This new collaboration engages kids both online and in their own neighborhoods.  The movin’ mania website is a virtual playground, with interactive games and memorable characters, like Broc, the movin’ mania mascot whose excitement about eating fruits and vegetables is contagious!  Through the games, kids earn points for making healthy choices and redeem them for prizes, such as entry fees to races and sports equipment.  In addition to the online fun, many events are taking place around Richmond in the coming months.  From French cooking classes to a moonlight bike ride, community partners across the business, government, media, education, food, exercise and health care sectors of Virginia have joined forces to create fun, unique ways to help kids in the community live healthier lives.  In the Fall, schools will continue implementing movin’ mania, and in Spring 2013, movin’ mania plans to hold an inaugural 5K Walk that will bring families, coaches, teachers, health providers, and business and government officials together to celebrate healthy living as a community.
movin’ mania is committed to ending chronic disease related to obesity in the next generation of Virginians.  What can your community do to spread the mania of healthy living?
Shannon Baldwin is an intern at the U.S. Department of Health & Human Services’ Center for Faith-based and Neighborhood Partnerships.

Update: West Nile Virus

As of the end of August, most states have reported West Nile virus (WNV) infections in people, birds, or mosquitoes.  A total of 1,590 cases of West Nile virus disease in people, including 66 deaths, have been reported to the Centers for Disease Control and Prevention (CDC).  The number of cases reported thus far in 2012 is the highest number of WNV cases reported to CDC through the last week in August since WNV was first detected in the United States in 1999.  Over 70 percent of the cases have been reported from six states (Texas, South Dakota, Mississippi, Oklahoma, Louisiana, and Michigan) and over 45 percent of all cases have been reported from Texas.
The easiest and best way to avoid WNV is to prevent mosquito bites.
  • When you are outdoors, use insect repellent containing an EPA-registered active ingredient.  Follow the directions on the package.
  • Many mosquitoes are most active at dusk and dawn.  Be sure to use insect repellent and wear long sleeves and pants at these times or consider staying indoors during these hours.
  • Make sure you have good screens on your windows and doors to keep mosquitoes out.
  • Get rid of mosquito breeding sites by emptying standing water from flower pots, buckets and barrels.  Change the water in pet dishes and replace the water in bird baths weekly.  Drill holes in tire swings so water drains out.  Keep children's wading pools empty and on their sides when they aren't being used.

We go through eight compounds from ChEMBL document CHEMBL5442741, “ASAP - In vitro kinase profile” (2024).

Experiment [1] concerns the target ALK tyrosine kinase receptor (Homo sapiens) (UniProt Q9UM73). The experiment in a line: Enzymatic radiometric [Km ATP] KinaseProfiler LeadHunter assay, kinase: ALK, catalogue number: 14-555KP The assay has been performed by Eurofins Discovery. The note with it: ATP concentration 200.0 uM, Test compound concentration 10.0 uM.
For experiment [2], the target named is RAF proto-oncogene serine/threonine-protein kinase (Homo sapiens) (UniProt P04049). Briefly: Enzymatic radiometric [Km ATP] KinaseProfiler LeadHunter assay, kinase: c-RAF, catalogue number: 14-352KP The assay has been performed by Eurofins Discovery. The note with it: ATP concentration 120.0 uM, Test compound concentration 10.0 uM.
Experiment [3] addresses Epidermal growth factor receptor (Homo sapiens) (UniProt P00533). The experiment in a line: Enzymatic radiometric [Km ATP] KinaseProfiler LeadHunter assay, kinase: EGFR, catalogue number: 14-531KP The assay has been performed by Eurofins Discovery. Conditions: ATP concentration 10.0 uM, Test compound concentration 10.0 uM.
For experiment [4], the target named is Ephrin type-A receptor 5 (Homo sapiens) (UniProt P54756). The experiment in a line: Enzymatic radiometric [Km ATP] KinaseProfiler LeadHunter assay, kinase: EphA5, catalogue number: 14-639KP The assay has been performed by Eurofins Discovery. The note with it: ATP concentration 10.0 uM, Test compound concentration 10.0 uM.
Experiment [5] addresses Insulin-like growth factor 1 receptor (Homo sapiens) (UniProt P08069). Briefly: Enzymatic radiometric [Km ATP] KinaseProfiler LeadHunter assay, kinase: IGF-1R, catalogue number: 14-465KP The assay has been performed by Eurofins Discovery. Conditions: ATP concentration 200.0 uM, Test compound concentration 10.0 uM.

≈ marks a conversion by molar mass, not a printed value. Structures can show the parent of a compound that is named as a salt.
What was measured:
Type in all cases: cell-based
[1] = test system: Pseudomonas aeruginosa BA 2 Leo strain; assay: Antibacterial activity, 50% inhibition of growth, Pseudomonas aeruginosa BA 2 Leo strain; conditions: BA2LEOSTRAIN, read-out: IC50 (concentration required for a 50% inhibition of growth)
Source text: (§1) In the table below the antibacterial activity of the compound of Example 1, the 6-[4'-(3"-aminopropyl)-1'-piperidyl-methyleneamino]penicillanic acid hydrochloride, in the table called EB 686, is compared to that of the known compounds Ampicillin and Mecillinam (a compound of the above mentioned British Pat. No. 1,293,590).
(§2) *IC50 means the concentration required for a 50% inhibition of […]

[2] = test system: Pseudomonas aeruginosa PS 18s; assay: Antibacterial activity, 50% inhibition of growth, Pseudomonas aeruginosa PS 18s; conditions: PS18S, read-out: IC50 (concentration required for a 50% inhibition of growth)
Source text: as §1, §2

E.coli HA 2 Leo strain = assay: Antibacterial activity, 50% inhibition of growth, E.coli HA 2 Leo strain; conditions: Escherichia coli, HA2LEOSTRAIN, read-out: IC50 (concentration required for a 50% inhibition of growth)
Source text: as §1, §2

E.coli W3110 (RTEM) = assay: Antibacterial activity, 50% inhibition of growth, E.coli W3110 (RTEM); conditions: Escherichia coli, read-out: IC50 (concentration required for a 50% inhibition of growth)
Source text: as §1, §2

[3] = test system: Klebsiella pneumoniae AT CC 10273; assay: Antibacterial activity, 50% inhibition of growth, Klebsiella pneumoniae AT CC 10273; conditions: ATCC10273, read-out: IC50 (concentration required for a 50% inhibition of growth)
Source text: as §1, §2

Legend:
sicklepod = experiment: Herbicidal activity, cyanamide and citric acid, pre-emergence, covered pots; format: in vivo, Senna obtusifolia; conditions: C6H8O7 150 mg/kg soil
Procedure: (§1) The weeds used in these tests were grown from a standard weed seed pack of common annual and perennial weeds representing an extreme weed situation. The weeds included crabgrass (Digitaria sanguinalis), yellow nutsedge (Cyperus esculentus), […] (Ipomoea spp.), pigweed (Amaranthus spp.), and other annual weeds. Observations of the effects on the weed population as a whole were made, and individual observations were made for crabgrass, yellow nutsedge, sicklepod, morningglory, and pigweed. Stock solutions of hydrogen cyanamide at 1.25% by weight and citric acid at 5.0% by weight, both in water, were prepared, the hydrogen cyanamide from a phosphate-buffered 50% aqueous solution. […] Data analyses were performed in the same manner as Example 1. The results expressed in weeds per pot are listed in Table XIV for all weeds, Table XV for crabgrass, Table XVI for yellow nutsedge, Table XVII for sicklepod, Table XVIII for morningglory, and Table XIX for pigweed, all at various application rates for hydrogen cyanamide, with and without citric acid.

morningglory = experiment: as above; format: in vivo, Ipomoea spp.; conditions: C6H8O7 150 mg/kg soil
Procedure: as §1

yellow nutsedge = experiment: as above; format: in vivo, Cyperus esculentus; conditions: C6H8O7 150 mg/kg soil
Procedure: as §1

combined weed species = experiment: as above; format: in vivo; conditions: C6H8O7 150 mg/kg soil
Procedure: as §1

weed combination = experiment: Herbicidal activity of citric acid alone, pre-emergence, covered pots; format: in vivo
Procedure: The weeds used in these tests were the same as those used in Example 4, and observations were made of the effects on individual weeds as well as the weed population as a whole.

West Nile Virus is most often spread by the bite of an infected mosquito.  Mosquitoes become infected when they feed on infected birds.  Infected mosquitoes can then spread WNV to humans and other animals when they bite.  WNV is not spread through casual contact such as touching or kissing a person with the virus.  People typically develop symptoms between 3 and 14 days after they are bitten by the infected mosquito.
Approximately 80 percent of people infected with WNV will not show any symptoms at all.  Up to 20 percent of the people who become infected have symptoms such as fever, headache, and body aches, nausea, vomiting, and sometimes swollen lymph glands or a skin rash on the chest, stomach and back.  Symptoms can last for as short as a few days, though even healthy people have become sick for several weeks.  About one in 150 people infected with WNV will develop severe illness.  The severe symptoms can include high fever, headache, neck stiffness, stupor, disorientation, coma, tremors, convulsions, muscle weakness, vision loss, numbness and paralysis.  These symptoms may last several weeks, and neurological effects may be permanent.

HHS Partners with Pharmacies to Educate Medicare Beneficiaries about New Health Benefits

This week, Health and Human Services (HHS) Secretary Kathleen Sebelius announced partnerships with several pharmacies to help customers learn about new Medicare benefits available to them under the Affordable Care Act – the health care law.  These partnerships – with CVS Caremark, Walgreens, Thrifty White, Walmart, and Sam’s Club – will provide Medicare beneficiaries a range of educational materials on newly available preventive services, as well as savings on prescription drug spending in the “donut hole” coverage gap.